Sign up ×
Stack Overflow is a community of 4.7 million programmers, just like you, helping each other. Join them; it only takes a minute:

I have links like Date, Day and Time on a page. If somebody clicks on 'Date', I want a session to start. And then the same way clicking on 'Day' the previous session stops and a new one is created. Is this possible?

share|improve this question

closed as not a real question by Fabrício Matté, Praveen Kumar, Baba, Ja͢ck, Lusitanian Oct 9 '12 at 2:06

It's difficult to tell what is being asked here. This question is ambiguous, vague, incomplete, overly broad, or rhetorical and cannot be reasonably answered in its current form. For help clarifying this question so that it can be reopened, visit the help center.If this question can be reworded to fit the rules in the help center, please edit the question.

Yes, just use session_start() and session_destroy() – Nelson Oct 8 '12 at 16:50
It sounds like you shouldn't be using sessions for whatever you are using them for (at least not in the way you are using them at the moment) – Quentin Oct 8 '12 at 16:50

1 Answer 1

I'm not sure why you want to use sessions for this, but yes - it is possible with AJAX.

You define two links, let's call them start and stop for example:

<a id="start">Start</a>
<a id="stop">Stop</a>

You then use Javascript (this example will use the jQuery library) to make a request to a back end handler, which will call session_start() or session_stop() appropriately. You can (optionally) serialize the user's session when they stop it, if some work must be done on it later.

First, an example of the AJAX request. In the page, you want to establish events to call a common function to make an asynchronous request to start or end a user's session. We do that by creating an anonymous function that will run once the DOM is ready:

$(document).ready(function() { 
    // Make the request to start or stop a session
    function asyncSessionMolester(uri, val) {
        url: uri
        type: 'post',
        dataType: "json",
        cache: false,
        data: {
        success: function(remoteResponse, textStatus) {
           alert('Session now in mode ' + toggle);
           // do other stuff you want to do on success
        error: function(xhr, desc, err) {
            // There is a lot more data in xhr, this just shows what the server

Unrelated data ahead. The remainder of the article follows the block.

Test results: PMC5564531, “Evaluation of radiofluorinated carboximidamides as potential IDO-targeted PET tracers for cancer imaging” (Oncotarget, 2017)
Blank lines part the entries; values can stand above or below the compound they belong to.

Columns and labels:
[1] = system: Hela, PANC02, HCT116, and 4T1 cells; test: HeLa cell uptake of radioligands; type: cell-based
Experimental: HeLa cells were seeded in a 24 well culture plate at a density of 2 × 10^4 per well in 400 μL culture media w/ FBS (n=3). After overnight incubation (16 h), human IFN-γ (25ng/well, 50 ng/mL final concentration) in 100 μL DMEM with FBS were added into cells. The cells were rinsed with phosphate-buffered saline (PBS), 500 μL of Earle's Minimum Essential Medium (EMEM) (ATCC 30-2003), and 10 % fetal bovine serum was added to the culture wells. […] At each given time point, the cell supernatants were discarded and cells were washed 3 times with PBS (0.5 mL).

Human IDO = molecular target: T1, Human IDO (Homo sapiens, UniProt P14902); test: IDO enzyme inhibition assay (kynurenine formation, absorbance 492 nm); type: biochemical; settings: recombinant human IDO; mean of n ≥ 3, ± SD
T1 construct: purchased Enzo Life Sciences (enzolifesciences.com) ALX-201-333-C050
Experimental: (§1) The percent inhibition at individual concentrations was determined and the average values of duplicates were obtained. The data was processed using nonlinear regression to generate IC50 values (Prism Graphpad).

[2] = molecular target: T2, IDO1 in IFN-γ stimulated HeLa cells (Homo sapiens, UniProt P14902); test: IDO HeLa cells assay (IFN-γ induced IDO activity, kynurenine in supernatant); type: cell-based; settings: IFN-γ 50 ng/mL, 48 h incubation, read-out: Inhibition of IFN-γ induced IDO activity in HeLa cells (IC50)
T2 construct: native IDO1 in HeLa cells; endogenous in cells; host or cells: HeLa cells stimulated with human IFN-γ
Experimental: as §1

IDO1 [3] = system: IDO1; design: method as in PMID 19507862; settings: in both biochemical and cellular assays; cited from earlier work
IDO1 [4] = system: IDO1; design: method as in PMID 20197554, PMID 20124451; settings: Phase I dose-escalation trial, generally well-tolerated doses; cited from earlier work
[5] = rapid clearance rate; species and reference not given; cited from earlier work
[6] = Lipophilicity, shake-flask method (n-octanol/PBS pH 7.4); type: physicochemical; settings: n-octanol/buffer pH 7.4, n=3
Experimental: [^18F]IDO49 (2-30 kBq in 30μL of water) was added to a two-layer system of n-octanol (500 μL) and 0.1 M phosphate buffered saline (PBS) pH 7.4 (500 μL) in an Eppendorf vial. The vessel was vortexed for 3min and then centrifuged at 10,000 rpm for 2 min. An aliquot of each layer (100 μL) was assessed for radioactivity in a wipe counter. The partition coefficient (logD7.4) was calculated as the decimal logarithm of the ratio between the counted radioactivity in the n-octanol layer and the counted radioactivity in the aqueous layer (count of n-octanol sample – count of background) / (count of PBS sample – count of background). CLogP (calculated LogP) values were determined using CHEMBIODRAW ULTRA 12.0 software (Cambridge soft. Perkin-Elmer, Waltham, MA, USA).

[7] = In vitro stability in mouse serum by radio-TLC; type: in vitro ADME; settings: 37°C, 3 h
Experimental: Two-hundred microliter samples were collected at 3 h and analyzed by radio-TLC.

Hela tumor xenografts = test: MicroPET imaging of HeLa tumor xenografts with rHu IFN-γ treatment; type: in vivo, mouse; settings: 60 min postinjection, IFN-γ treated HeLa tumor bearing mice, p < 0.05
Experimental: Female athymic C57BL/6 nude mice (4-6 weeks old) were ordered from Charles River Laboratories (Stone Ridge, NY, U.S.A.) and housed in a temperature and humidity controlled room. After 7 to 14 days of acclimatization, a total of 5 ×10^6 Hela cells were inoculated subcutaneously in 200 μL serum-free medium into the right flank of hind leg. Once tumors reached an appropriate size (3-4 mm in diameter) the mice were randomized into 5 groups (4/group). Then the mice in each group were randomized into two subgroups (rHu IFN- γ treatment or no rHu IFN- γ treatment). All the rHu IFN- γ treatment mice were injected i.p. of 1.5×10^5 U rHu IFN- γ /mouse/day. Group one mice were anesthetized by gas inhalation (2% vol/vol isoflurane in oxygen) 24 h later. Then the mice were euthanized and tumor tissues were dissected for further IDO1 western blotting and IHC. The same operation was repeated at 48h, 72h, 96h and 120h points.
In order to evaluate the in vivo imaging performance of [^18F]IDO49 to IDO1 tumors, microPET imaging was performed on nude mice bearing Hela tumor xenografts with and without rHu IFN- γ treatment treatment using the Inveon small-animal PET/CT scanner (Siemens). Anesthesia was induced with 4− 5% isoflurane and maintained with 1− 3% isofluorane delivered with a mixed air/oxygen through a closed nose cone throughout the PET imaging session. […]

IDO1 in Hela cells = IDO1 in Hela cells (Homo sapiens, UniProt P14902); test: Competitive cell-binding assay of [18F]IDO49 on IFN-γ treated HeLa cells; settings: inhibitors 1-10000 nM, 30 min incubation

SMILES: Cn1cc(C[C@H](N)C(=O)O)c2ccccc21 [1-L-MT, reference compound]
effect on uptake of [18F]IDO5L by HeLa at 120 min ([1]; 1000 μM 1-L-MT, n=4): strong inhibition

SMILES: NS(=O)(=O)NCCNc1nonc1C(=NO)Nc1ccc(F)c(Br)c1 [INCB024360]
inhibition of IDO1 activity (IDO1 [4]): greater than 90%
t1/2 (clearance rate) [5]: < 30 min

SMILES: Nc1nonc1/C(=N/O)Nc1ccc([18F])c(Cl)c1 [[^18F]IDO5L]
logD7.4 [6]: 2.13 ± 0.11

// wrote to the browser in the console for debugging.
            // Handle failure here

    // now, our events:

    $('#start').click(function() { 
        asyncSessionMolestor('/ajax.php', 'start');

    $('#stop').click(function() {
        asyncSessionMolestor('/ajax.php', 'stop');

Now, you need to create some PHP that lives at /ajax.php and does the following things:

  • Make sure the user has the rights to request it if a session is established
  • Check for the HTTP_X_REQUESTED_WITH header, if it's not there someone is accessing it directly via browser (bail out if so)
  • Check your POST data for action and value. If action is session then switch() on the value. If start, then start the session. If stop then stop the session.
  • Send JSON response back which you can examine in the ajax call

If you need to save the session for later analysis or work call serialize($_SESSION), or even json_encode($_SESSION) prior to destroying it.


  • You must handle success properly. The user needs to know they have no session anymore. Perhaps a redirect on success. You should also handle failure properly. I gave only a crude example.

  • You must not print anything in the code that starts the session prior to starting it.

  • You probably don't want to use sessions like you are, but you asked if it was possible, and it is.

  • Code was not tested, just given as an example.

  • No security was shown in this example. At the least you want some kind of CSRF protection in place, and of course sanitize your input.


If you want the same link to start / stop depending on the state, you can just set a variable to keep track of it, e.g.:

$(document).ready(function() { 
    var state = false;

    ... ajax stuff as above

    $('#date').click(function() { 
       switch(state) {
           case true:
              // We successfully created or recreated a session
              asyncSessionMolester('/ajax.php', 'stop');
           case false:
              // User has not yet created a session
              asyncSessionMolester('/ajax.php', 'start');

And you would have only one link, with the ID of date. Just be sure that the AJAX function is the function that updates the state variable, depending on the success of the call. Just remember, it's asynchronous - you probably want to prevent the user from going click happy.

That should get you going in the direction you want to go, or possibly illustrate why it might not be a good idea. But, that's one way to accomplish it.

share|improve this answer

Not the answer you're looking for? Browse other questions tagged or ask your own question.